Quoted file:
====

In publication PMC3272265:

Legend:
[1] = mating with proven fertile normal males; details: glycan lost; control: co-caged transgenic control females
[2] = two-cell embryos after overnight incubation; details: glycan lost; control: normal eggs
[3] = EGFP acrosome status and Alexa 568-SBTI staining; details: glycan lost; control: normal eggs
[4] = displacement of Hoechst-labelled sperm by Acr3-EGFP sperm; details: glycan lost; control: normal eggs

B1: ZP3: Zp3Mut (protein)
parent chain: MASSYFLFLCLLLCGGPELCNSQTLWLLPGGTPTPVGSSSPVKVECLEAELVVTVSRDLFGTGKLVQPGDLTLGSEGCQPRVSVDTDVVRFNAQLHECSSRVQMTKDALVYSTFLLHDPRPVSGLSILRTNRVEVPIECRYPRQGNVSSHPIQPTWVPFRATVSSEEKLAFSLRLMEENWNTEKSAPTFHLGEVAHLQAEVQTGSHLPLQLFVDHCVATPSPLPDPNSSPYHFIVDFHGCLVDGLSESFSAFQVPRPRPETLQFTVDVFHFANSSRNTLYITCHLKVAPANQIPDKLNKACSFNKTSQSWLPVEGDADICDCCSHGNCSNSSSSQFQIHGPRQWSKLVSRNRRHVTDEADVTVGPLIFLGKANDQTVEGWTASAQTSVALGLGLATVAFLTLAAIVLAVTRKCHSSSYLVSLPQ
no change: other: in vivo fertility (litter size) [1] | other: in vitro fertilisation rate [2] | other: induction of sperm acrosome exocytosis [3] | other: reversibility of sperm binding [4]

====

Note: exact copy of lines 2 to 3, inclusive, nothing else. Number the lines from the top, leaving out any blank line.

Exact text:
Legend:
[1] = mating with proven fertile normal males; details: glycan lost; control: co-caged transgenic control females